Part of the funding was used to provide £45 directly to families for every pupil in receipt of free school meals due to low income. This was being provided through a locally managed scheme where vouchers were provided for parents and carers to be able to purchase the clothing for school. Vouchers of £20 per pupil had been provided for use at the eight school uniform suppliers across the borough (for branded uniform items) and vouchers of £25 per pupil have been provided for use in supermarkets which supply school clothing.
In June 2020 there were 6225 families in receipt of free school meals and this number had now increased to 7025 families.
Additional access to school clothing over and above the £45 per pupil had also been provided for families in need via the Community School Clothing Scheme. This was able to be accessed through schools and work was undertaken with schools to identify those in need.
£200,000 of the Poverty Intervention Fund was allocated to provide support for families to meet the costs of food during school holidays. During the October 2020 half term school holiday a trial saw five providers delivering food and activities to children on free school meals and through this, over 1,700 meals were delivered either face to face or remotely through hamper provision. The total cost of this activity was £6,646.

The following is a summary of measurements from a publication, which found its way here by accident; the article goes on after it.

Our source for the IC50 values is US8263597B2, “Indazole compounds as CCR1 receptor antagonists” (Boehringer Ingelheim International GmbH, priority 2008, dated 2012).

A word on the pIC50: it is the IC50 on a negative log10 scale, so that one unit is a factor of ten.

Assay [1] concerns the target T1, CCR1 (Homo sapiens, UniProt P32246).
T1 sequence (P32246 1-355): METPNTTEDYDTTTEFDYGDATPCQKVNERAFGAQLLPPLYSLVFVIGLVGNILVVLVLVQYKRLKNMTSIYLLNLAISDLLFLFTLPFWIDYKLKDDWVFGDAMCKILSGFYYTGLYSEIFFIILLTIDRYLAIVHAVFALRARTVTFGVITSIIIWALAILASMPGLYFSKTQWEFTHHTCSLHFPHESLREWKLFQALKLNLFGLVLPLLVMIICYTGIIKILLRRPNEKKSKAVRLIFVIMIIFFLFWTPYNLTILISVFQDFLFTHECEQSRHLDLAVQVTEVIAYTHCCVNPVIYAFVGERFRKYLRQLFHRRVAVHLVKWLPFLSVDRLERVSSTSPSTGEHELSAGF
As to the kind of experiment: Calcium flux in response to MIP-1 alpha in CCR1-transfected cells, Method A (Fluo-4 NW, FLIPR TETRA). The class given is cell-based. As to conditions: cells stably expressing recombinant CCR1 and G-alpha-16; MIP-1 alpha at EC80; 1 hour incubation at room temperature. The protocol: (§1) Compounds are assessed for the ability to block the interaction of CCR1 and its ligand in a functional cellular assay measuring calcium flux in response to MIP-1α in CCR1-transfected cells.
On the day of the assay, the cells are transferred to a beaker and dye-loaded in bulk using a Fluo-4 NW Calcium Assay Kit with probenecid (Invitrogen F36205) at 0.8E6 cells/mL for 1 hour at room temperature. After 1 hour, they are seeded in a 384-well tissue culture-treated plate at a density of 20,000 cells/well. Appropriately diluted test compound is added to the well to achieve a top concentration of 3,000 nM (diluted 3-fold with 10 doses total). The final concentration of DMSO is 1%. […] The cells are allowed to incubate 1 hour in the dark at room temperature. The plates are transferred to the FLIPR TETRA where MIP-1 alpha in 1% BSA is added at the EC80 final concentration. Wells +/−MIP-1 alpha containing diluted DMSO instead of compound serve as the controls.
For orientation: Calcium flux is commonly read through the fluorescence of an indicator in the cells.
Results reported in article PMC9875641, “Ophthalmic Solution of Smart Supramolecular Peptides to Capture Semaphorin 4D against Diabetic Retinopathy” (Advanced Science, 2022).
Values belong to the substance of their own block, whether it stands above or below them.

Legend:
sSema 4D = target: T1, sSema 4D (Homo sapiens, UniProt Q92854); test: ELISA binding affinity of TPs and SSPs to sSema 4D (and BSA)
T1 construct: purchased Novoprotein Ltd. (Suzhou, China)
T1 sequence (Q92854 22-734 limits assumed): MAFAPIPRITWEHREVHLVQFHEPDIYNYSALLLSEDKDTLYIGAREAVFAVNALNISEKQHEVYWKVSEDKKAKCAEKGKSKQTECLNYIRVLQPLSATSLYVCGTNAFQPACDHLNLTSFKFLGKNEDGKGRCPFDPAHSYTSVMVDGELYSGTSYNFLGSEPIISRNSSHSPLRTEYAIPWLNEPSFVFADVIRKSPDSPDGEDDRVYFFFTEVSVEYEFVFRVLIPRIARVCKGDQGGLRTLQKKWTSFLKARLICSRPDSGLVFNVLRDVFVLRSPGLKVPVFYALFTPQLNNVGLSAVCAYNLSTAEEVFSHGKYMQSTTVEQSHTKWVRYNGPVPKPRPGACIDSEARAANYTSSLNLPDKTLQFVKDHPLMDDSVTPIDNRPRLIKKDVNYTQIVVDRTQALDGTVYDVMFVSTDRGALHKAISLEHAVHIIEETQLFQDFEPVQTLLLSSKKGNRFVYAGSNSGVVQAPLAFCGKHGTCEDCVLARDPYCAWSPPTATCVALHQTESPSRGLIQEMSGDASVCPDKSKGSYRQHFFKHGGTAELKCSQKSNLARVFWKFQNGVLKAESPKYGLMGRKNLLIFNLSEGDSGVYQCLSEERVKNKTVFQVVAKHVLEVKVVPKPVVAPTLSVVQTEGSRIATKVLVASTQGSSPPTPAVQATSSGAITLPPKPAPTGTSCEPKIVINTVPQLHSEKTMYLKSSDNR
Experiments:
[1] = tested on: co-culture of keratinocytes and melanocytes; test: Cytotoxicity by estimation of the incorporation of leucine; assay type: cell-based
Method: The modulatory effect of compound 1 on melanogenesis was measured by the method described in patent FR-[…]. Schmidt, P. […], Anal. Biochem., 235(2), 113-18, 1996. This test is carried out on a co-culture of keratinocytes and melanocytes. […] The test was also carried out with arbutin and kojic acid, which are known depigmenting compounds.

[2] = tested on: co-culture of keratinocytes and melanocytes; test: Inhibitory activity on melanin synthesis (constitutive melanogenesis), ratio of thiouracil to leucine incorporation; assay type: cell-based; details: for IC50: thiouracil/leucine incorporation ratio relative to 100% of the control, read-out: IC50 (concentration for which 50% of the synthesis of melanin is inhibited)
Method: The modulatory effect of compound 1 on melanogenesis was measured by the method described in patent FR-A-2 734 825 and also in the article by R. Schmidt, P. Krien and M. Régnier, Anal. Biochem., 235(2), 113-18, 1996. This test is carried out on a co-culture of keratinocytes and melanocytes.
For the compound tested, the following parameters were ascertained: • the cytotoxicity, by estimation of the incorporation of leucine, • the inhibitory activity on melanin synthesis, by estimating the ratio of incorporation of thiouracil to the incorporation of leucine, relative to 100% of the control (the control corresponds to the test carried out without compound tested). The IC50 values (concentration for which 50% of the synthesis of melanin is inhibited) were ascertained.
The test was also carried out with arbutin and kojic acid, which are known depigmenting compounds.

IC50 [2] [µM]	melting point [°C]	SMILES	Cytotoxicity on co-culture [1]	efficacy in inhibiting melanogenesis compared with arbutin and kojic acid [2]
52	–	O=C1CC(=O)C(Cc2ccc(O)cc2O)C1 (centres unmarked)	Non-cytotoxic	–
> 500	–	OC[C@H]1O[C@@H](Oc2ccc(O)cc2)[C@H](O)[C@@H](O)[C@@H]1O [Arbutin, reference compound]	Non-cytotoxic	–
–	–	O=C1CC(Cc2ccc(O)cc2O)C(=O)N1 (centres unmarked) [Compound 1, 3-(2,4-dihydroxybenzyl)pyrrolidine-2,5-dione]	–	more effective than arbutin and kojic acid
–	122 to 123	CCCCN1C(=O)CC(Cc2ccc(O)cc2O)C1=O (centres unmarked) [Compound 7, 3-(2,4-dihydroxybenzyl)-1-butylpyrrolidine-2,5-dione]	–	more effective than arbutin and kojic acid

In November 2020, the government announced the COVID Winter Grant which was to support those most in need by providing support over the winter to children and households who were experiencing, or at risk of experiencing, poverty, where they were impacted by the ongoing public health emergency and where alternative sources of assistance might be unavailable. By using this funding for holiday food, it was possible to redirect the remainder of the amount originally allocated for this purpose in the Poverty Intervention Fund to extend the school clothing scheme and also to provide funding for food for older people over winter.
The Government recently announced additional funding to local authorities to provide for holiday activities via the Holiday Activity Fund. North Tyneside’s allocation of this fund was £788k. This holiday provision was for children who were entitled to benefits-related free school meals.
Work was currently underway to develop the model for the delivery of school
holiday activities across North Tyneside in line with the criteria for the
Government funding. This would also contribute to addressing the policy
priorities identified for the Poverty Intervention Fund.
In relation to the Benefit take-up campaign for older residents which was delivered by Age UK and Citizens Advice, Members asked how the Council would ensure that the organisations were giving value for money and it was confirmed that quarterly monitoring meetings were held with the organisations.
Reference was made to families in in-work poverty who were struggling but who did not qualify for free school meals and it was noted that due to pressures on schools in relation to the pandemic and school lockdowns, the free school meals criteria had been used but going forward the Council would be working closely with schools who would have the capacity to identify those additional families in need.
It was agreed to note the contents of the report.
The Chair thanked the Senior Manager Participation, Advocacy and Engagement for the informative report and for attendance at the meeting.